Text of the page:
7 days in Province of Rome Itinerary

7 days in Province of Rome Itinerary

Created using Inspirock Province of Rome trip builder

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Fly to Leonardo da Vinci–Fiumicino Airport, Drive to Torvaianica
1
Torvaianica
— 2 nights
Drive
2
Tivoli
— 4 nights
Drive to Leonardo da Vinci–Fiumicino Airport, Fly to Karachi

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Torvaianica

— 2 nights
Torvaianica or Torvajanica is a frazione of the commune of Pomezia, in the province of Rome, central Italy. On the 25th (Sun), find something for the whole family at Zoomarine. Keep things going the next day: stop by Il Castello di Avalon, explore the different monuments and memorials at Cimitero Militare Germanico, then learn about all things military at Museo Storico del Servizio Aereo della Guardia di Finanza, and finally explore the world behind art at Museo Archeologico Lavinium.

For traveler tips, where to stay, and other tourist information, go to the Torvaianica trip itinerary website.

Karachi, Pakistan to Torvaianica is an approximately 14.5-hour combination of flight and car. The time zone difference moving from Pakistan Standard Time (PKT) to Central European Standard Time (CET) is minus 4 hours. Plan for little chillier temperatures traveling from Karachi in July, with highs in Torvaianica at 34°C and lows at 23°C. Wrap up your sightseeing on the 26th (Mon) early enough to drive to Tivoli.

Things to do in Torvaianica

Theme Parks · Museums · Historic Sites · Shopping

Side Trip

Tivoli

— 4 nights
Tivoli is a town and comune in Lazio, central Italy, about 30km east-north-east of Rome, at the falls of the Aniene river where it issues from the Sabine hills. Kids will appreciate attractions like Villa d'Este and Villa Adriana. Venture out of the city with trips to Castel Gandolfo (Chiesa di San Tommaso da Villanova, Pontifical Villas of Castel Gandolfo, &more), Monastero Di S.Benedetto (in Subiaco) and Resti del Castello Colonna di Olevano Romano (in Olevano Romano). Next up on the itinerary: admire the natural beauty at Parco Villa Gregoriana, pause for some serene contemplation at Chiesa di Santa Maria Maggiore, make a trip to Santuario della Mentorella, and admire the striking features of Casa Gotica.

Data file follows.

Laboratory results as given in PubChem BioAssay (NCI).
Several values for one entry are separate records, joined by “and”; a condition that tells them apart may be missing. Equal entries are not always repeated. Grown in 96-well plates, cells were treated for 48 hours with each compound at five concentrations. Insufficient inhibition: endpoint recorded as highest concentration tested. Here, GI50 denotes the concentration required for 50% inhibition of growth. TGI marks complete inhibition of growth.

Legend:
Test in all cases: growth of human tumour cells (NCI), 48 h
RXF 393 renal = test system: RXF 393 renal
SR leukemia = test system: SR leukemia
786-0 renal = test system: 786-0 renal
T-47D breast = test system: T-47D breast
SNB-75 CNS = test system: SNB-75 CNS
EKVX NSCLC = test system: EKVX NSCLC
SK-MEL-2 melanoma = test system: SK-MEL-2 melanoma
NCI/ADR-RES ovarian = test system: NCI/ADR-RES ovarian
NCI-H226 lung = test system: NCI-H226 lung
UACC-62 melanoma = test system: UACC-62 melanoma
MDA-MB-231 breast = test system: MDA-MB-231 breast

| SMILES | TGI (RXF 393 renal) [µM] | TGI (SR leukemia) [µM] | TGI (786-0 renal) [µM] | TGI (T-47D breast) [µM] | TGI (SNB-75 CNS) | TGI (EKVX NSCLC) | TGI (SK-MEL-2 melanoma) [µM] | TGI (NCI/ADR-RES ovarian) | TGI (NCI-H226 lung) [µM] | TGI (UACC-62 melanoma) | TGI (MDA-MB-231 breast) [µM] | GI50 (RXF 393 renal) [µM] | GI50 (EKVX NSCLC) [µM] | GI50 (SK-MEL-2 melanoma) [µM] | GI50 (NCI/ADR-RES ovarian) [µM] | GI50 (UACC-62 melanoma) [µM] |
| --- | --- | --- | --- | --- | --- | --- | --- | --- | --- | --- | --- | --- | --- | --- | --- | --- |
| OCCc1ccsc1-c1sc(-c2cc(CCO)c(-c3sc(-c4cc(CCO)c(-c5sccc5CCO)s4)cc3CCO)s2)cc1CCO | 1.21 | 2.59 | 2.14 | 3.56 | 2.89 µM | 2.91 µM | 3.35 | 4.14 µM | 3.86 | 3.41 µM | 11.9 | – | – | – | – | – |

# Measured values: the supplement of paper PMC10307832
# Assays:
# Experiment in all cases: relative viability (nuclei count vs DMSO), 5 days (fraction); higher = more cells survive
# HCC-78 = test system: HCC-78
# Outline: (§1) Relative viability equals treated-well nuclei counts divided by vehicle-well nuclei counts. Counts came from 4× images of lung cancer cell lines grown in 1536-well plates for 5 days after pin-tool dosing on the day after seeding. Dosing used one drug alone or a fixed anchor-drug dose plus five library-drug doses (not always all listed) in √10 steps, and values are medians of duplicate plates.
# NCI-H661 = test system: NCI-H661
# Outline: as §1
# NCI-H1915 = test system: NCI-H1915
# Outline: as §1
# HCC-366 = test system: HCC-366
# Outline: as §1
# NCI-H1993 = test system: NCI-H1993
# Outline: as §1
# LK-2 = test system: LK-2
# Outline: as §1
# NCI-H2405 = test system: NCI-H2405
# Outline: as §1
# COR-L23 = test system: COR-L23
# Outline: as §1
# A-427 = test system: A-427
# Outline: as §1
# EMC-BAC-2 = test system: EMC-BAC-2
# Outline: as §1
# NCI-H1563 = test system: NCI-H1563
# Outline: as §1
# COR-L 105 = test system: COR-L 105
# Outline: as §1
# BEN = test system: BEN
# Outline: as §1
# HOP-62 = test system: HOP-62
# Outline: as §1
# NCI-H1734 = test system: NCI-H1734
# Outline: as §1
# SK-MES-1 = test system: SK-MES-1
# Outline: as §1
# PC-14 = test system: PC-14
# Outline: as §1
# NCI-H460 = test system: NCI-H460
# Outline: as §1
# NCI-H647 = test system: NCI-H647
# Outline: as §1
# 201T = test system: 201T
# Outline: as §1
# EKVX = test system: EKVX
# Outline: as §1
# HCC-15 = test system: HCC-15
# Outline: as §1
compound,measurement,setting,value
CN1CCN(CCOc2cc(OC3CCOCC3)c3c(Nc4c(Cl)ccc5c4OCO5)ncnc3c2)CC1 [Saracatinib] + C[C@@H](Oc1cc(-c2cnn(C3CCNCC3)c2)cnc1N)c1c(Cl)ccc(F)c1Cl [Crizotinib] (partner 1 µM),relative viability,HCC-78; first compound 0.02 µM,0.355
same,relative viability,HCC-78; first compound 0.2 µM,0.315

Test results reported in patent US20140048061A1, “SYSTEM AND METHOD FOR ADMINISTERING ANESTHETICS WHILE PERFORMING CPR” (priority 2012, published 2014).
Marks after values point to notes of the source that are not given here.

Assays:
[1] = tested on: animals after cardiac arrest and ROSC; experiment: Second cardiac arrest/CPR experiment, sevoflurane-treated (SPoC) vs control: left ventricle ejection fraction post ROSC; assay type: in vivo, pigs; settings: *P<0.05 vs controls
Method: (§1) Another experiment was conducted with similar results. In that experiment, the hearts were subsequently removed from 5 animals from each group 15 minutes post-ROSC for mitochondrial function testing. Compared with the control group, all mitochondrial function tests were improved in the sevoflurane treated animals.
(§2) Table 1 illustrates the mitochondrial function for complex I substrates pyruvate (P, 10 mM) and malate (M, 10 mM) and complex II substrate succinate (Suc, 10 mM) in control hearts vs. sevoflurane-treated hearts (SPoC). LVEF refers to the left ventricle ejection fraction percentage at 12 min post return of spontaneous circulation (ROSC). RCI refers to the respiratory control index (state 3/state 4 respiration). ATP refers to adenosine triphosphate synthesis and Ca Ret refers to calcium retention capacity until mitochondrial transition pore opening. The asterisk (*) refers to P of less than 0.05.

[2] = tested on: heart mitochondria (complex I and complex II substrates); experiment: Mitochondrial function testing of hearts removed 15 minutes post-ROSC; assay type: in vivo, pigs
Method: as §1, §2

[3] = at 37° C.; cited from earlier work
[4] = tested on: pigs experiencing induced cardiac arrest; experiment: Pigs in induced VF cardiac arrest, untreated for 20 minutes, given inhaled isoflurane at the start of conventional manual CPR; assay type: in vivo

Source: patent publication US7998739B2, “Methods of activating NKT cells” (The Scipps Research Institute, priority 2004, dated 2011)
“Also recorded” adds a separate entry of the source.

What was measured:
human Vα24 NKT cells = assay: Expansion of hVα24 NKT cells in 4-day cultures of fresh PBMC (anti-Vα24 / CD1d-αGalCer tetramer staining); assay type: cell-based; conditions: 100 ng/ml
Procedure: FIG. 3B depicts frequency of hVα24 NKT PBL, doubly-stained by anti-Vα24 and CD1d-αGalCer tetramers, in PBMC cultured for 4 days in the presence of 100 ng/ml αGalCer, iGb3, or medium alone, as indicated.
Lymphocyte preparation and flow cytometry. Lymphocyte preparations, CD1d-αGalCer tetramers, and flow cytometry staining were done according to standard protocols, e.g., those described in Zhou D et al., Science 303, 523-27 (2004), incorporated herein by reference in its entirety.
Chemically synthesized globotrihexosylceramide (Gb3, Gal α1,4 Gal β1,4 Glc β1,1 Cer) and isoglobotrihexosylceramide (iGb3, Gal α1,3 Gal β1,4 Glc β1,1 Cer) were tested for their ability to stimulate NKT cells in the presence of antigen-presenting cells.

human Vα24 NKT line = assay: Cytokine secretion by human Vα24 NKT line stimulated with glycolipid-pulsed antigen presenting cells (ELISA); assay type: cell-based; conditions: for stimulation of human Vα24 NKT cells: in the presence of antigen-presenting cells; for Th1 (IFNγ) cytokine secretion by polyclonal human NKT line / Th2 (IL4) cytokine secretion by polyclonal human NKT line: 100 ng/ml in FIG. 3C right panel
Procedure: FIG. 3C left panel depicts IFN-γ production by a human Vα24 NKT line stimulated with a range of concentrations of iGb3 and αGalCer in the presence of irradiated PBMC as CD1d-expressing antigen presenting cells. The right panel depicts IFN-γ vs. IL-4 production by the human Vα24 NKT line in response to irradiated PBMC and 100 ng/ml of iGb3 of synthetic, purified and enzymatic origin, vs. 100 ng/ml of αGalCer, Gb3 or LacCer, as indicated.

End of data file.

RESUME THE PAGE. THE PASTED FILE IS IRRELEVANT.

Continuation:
To find maps, where to stay, traveler tips, and other tourist information, read our Tivoli trip itinerary app.

You can drive from Torvaianica to Tivoli in 1.5 hours. Other options are to take a train; or take a bus. Traveling from Torvaianica in July, you will find days in Tivoli are a bit warmer (38°C), and nights are about the same (22°C). Finish your sightseeing early on the 30th (Fri) to allow enough time to travel back home.

Things to do in Tivoli

Historic Sites · Parks · Outdoors · Beaches

Side Trips

Province of Rome travel guide

4.1
Gardens · Ruins · Theme Parks
Rome is the capital of Italy and a special comune (named Comune di Roma Capitale). Rome also serves as the capital of the Lazio region. With 2,877,215 residents in 1285km2, it is also the country's most populated comune. It is the fourth-most populous city in the European Union by population within city limits. It is the center of the Metropolitan City of Rome, which has a population of 4.3 million residents. Rome is located in the central-western portion of the Italian Peninsula, within Lazio (Latium), along the shores of the Tiber. The Vatican City is an independent country inside the city boundaries of Rome, the only existing example of a country within a city: for this reason Rome has been often defined as capital of two states.Rome's history spans more than 2,500 years. While Roman mythology dates the founding of Rome at around 753 BC, the site has been inhabited for much longer, making it one of the oldest continuously occupied sites in Europe. The city's early population originated from a mix of Latins, Etruscans and Sabines. Eventually, the city successively became the capital of the Roman Kingdom, the Roman Republic and the Roman Empire, and is regarded as the birthplace of Western civilisation and by some as the first ever metropolis. It was first called The Eternal City (Urbs Aeterna; La Città Eterna) by the Roman poet Tibullus in the 1st century BC, and the expression was also taken up by Ovid, Virgil, and Livy. Rome is also called the "Caput Mundi" (Capital of the World).

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